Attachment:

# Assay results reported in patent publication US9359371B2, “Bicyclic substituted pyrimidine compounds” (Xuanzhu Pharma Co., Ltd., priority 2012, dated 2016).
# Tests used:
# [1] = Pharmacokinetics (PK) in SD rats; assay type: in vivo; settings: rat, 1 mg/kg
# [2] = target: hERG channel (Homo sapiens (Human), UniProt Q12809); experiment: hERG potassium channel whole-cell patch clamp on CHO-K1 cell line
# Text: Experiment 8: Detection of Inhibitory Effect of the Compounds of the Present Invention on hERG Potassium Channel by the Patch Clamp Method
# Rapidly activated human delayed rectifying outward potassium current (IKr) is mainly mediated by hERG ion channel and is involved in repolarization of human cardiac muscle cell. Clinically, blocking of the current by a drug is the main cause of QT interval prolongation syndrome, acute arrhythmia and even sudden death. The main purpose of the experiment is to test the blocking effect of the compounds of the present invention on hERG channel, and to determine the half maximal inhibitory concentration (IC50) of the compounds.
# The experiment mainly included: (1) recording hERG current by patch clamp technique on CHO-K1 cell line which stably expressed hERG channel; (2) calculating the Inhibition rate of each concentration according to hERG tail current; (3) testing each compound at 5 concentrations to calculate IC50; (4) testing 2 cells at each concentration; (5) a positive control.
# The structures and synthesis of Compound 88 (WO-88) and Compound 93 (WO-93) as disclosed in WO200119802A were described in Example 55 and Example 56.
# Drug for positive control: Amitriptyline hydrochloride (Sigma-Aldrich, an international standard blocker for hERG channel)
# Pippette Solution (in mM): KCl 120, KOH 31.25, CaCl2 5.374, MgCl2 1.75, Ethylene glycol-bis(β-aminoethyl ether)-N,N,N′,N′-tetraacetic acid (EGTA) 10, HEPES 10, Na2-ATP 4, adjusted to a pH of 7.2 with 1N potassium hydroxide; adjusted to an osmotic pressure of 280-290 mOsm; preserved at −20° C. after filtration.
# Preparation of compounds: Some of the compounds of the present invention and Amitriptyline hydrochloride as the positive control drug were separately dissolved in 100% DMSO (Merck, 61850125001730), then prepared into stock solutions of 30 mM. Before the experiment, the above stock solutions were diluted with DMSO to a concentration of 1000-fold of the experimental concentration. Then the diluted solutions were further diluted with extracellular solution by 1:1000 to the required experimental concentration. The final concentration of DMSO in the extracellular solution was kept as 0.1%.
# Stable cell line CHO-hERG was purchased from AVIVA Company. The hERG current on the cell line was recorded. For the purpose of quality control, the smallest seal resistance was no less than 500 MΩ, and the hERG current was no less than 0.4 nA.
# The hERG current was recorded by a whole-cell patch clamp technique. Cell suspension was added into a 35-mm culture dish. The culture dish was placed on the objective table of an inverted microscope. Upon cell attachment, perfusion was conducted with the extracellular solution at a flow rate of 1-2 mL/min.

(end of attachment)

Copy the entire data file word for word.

# Assay results reported in patent publication US9359371B2, “Bicyclic substituted pyrimidine compounds” (Xuanzhu Pharma Co., Ltd., priority 2012, dated 2016).
# Tests used:
# [1] = Pharmacokinetics (PK) in SD rats; assay type: in vivo; settings: rat, 1 mg/kg
# [2] = target: hERG channel (Homo sapiens (Human), UniProt Q12809); experiment: hERG potassium channel whole-cell patch clamp on CHO-K1 cell line
# Text: Experiment 8: Detection of Inhibitory Effect of the Compounds of the Present Invention on hERG Potassium Channel by the Patch Clamp Method
# Rapidly activated human delayed rectifying outward potassium current (IKr) is mainly mediated by hERG ion channel and is involved in repolarization of human cardiac muscle cell. Clinically, blocking of the current by a drug is the main cause of QT interval prolongation syndrome, acute arrhythmia and even sudden death. The main purpose of the experiment is to test the blocking effect of the compounds of the present invention on hERG channel, and to determine the half maximal inhibitory concentration (IC50) of the compounds.
# The experiment mainly included: (1) recording hERG current by patch clamp technique on CHO-K1 cell line which stably expressed hERG channel; (2) calculating the Inhibition rate of each concentration according to hERG tail current; (3) testing each compound at 5 concentrations to calculate IC50; (4) testing 2 cells at each concentration; (5) a positive control.
# The structures and synthesis of Compound 88 (WO-88) and Compound 93 (WO-93) as disclosed in WO200119802A were described in Example 55 and Example 56.
# Drug for positive control: Amitriptyline hydrochloride (Sigma-Aldrich, an international standard blocker for hERG channel)
# Pippette Solution (in mM): KCl 120, KOH 31.25, CaCl2 5.374, MgCl2 1.75, Ethylene glycol-bis(β-aminoethyl ether)-N,N,N′,N′-tetraacetic acid (EGTA) 10, HEPES 10, Na2-ATP 4, adjusted to a pH of 7.2 with 1N potassium hydroxide; adjusted to an osmotic pressure of 280-290 mOsm; preserved at −20° C. after filtration.
# Preparation of compounds: Some of the compounds of the present invention and Amitriptyline hydrochloride as the positive control drug were separately dissolved in 100% DMSO (Merck, 61850125001730), then prepared into stock solutions of 30 mM. Before the experiment, the above stock solutions were diluted with DMSO to a concentration of 1000-fold of the experimental concentration. Then the diluted solutions were further diluted with extracellular solution by 1:1000 to the required experimental concentration. The final concentration of DMSO in the extracellular solution was kept as 0.1%.
# Stable cell line CHO-hERG was purchased from AVIVA Company. The hERG current on the cell line was recorded. For the purpose of quality control, the smallest seal resistance was no less than 500 MΩ, and the hERG current was no less than 0.4 nA.
# The hERG current was recorded by a whole-cell patch clamp technique. Cell suspension was added into a 35-mm culture dish. The culture dish was placed on the objective table of an inverted microscope. Upon cell attachment, perfusion was conducted with the extracellular solution at a flow rate of 1-2 mL/min.